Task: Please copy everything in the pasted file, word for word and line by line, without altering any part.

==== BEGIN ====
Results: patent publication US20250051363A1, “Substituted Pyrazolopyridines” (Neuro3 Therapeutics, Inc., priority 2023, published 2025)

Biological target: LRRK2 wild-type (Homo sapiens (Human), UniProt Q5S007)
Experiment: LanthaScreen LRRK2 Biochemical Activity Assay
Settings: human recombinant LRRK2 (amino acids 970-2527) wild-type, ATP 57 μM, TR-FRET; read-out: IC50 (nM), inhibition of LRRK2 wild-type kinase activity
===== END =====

Results: patent publication US20250051363A1, “Substituted Pyrazolopyridines” (Neuro3 Therapeutics, Inc., priority 2023, published 2025)

Biological target: LRRK2 wild-type (Homo sapiens (Human), UniProt Q5S007)
Experiment: LanthaScreen LRRK2 Biochemical Activity Assay
Settings: human recombinant LRRK2 (amino acids 970-2527) wild-type, ATP 57 μM, TR-FRET; read-out: IC50 (nM), inhibition of LRRK2 wild-type kinase activity